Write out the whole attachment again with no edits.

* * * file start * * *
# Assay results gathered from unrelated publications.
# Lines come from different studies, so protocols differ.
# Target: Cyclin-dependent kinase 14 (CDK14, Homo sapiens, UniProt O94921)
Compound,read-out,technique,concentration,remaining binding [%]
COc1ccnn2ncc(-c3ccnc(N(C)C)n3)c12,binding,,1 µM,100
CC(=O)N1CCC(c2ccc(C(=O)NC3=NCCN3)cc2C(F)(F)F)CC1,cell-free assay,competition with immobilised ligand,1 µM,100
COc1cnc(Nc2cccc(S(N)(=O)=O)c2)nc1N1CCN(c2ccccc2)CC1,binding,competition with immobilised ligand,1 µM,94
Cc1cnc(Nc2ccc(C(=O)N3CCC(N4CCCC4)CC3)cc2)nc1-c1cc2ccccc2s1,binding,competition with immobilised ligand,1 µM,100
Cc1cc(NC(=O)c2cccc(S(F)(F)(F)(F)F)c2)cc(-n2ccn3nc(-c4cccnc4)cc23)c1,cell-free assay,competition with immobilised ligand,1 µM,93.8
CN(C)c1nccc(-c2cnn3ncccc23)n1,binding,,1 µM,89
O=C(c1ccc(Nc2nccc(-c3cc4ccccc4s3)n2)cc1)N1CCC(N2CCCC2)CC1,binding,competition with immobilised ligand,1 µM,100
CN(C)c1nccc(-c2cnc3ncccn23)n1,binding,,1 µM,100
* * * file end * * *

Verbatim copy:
# Assay results gathered from unrelated publications.
# Lines come from different studies, so protocols differ.
# Target: Cyclin-dependent kinase 14 (CDK14, Homo sapiens, UniProt O94921)
Compound,read-out,technique,concentration,remaining binding [%]
COc1ccnn2ncc(-c3ccnc(N(C)C)n3)c12,binding,,1 µM,100
CC(=O)N1CCC(c2ccc(C(=O)NC3=NCCN3)cc2C(F)(F)F)CC1,cell-free assay,competition with immobilised ligand,1 µM,100
COc1cnc(Nc2cccc(S(N)(=O)=O)c2)nc1N1CCN(c2ccccc2)CC1,binding,competition with immobilised ligand,1 µM,94
Cc1cnc(Nc2ccc(C(=O)N3CCC(N4CCCC4)CC3)cc2)nc1-c1cc2ccccc2s1,binding,competition with immobilised ligand,1 µM,100
Cc1cc(NC(=O)c2cccc(S(F)(F)(F)(F)F)c2)cc(-n2ccn3nc(-c4cccnc4)cc23)c1,cell-free assay,competition with immobilised ligand,1 µM,93.8
CN(C)c1nccc(-c2cnn3ncccc23)n1,binding,,1 µM,89
O=C(c1ccc(Nc2nccc(-c3cc4ccccc4s3)n2)cc1)N1CCC(N2CCCC2)CC1,binding,competition with immobilised ligand,1 µM,100
CN(C)c1nccc(-c2cnc3ncccn23)n1,binding,,1 µM,100